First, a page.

Flake’s book also inspires me to read two more works that conservatives admire. The Federalist Papers and The Road to Serfdom by Friedrich Hayek. Flake spent a fair amount of his book explaining the foundation of his conservative beliefs. His book was inspired by Barry Goldwater’s Conscience of a Conservative. I’ve started reading it, but I’m not sure if the other two aren’t more important and relevant. However, I liked when Flake asked: “What would Goldwater Do?” His questions offer me hope if many conservatives are asking these questions too. Of course, this is also Flake’s direct attack on Donald Trump, but it also sums up his own beliefs too. Here are Flakes’s questions he’d ask Goldwater:

Would he have thought that it is conservative to abruptly abandon the core conservative belief of free trade with the world and break with multilateral trade agreements? Or abandoned established or pending trade deals, creating a void in the markets that are currently being filled by China, Russia, and even Mexico, just to name a few?

Is it conservative to believe in the magical thinking that suggests that we can ignore the growth in “entitlement” spending simply by declaring that our growth rate will reach at least 4 percent annually—growth that will make the Social Security Trust Fund flush again?

Is it conservative to play chicken with some of the most productive and important international alliances we have ever had?

Is it conservative to heap praise on dictators and to speak fondly of countries that crush dissent and murder political opponents, and muse that the Chinese massacre of students at Tiananmen Square “shows you the power of strength”?

Is it conservative to attack and undermine the intelligence agencies that are essential to our national security and to attack their findings as “hoaxes”?

Is it conservative to vilify religious and ethnic minorities? To exaggerate threats and stoke security and economic fears? To promise that another sovereign country will be forced to pay for a border wall just because such a promise gets a good response at rallies?

Is it conservative to embrace as fact things that are demonstrably untrue, to traffic in “alternative facts,” and to attack the constitutionally protected free press as the“enemy of the people”?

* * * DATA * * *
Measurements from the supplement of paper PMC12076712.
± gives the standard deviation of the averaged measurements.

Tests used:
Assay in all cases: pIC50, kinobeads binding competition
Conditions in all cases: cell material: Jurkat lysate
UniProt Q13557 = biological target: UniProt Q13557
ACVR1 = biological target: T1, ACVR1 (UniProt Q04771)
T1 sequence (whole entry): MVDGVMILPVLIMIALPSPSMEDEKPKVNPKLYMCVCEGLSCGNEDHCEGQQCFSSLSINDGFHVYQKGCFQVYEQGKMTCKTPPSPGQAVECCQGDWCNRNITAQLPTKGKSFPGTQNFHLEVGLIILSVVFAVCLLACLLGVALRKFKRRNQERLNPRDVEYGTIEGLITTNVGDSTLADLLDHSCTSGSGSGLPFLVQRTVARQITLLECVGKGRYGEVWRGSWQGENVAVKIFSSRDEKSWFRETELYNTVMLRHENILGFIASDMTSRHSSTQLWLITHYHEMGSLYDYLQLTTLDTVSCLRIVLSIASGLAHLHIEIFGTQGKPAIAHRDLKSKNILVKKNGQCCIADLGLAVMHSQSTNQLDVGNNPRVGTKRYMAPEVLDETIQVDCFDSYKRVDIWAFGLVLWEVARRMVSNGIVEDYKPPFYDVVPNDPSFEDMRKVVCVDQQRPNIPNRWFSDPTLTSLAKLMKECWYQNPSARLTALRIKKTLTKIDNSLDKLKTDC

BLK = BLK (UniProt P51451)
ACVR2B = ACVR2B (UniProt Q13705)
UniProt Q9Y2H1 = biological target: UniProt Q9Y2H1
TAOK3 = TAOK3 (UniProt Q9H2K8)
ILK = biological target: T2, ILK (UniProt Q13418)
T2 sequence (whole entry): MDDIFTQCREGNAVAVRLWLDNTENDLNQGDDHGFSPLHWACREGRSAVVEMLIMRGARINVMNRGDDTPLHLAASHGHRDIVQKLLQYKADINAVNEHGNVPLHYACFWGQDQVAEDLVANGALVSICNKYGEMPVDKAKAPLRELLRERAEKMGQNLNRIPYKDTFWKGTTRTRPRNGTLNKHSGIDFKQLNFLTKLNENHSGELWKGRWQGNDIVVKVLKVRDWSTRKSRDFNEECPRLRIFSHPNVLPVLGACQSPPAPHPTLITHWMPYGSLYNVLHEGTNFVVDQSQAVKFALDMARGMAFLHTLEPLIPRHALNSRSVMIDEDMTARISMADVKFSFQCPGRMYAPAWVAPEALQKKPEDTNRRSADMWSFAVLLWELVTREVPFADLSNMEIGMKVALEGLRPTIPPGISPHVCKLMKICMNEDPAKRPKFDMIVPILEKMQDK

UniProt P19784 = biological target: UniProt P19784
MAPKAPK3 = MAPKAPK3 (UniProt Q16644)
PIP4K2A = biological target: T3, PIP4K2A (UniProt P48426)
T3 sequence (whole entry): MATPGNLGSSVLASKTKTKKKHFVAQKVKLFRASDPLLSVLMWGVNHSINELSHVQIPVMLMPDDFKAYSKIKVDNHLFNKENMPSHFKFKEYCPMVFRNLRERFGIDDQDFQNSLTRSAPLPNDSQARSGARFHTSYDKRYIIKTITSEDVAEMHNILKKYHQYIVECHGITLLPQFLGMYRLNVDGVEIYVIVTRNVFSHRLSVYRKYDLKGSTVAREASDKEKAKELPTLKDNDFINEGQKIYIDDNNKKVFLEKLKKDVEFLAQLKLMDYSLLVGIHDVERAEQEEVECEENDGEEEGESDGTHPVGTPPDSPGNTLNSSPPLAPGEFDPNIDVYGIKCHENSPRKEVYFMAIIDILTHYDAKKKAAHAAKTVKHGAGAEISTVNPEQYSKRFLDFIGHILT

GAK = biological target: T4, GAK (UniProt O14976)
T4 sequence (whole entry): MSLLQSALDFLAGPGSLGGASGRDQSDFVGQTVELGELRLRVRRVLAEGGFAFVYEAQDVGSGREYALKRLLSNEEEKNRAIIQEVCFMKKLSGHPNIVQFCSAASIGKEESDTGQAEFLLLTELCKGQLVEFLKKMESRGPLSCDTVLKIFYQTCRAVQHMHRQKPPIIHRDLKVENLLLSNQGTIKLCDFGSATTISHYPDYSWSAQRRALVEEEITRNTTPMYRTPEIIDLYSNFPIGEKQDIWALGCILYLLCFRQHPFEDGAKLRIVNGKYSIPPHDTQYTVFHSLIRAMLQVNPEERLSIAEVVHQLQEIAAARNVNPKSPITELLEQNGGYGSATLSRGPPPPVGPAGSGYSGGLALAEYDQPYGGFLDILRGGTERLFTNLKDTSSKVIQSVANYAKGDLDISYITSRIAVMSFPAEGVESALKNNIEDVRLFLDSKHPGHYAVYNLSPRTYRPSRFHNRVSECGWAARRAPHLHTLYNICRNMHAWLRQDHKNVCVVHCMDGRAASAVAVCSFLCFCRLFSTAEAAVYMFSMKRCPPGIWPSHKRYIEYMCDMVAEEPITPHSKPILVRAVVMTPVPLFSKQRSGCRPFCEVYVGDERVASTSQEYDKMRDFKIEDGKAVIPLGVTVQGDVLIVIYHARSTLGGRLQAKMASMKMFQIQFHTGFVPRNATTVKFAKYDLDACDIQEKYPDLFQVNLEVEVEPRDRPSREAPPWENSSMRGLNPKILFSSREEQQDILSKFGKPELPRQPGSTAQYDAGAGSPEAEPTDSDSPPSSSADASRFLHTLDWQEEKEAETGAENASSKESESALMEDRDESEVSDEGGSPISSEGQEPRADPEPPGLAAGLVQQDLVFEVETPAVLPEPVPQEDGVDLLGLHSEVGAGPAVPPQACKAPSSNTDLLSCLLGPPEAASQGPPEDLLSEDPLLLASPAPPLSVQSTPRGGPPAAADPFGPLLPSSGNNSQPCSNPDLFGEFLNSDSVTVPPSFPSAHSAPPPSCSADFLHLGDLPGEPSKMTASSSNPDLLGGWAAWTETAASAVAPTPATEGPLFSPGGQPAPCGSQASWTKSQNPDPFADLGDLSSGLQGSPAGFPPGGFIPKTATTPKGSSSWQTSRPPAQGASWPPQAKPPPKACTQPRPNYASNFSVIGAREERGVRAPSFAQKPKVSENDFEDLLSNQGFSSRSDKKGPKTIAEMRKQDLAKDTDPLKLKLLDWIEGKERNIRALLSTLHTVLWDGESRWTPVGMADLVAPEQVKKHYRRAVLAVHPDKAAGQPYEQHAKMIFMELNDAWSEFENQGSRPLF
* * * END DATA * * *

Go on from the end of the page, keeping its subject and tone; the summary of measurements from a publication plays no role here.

Is it conservative to propagate a conspiracy theory about the birthplace of the president of the United States, long after the facts have put the theory to rest? And is it conservative for members of Congress to remain silent as such conspiracy theories are propagated?

Is it conservative to undermine confidence in our democratic elections, to describe them as “rigged,” and assert with no evidence that three to five million illegal aliens voted in the last general election?

JWH

7 thoughts on “Conscience of a Conservative by Jeff Flake”

  1. You raise some interesting points and questions, James. I just read an article in The New Yorker about a philosopher with some interesting ideas on equality: https://www.newyorker.com/magazine/2019/01/07/the-philosopher-redefining-equality

    She posits that our society is not a truly free society and that we are too focused on trying to redistribute wealth. “A society in which everyone had the same material benefits could still be unequal, in this crucial sense [i.e., that everyone should be equally free regardless of their differences-example: without access ramps to public buildings, a disabled person cannot fully participate in civil society, therefore is less free in that respect than the non-disabled person]; democratic equality, being predicated on equal respect, wasn’t something you could simply tax into existence. People, not nature, are responsible for turning the natural diversity of human beings into oppressive hierarchies.”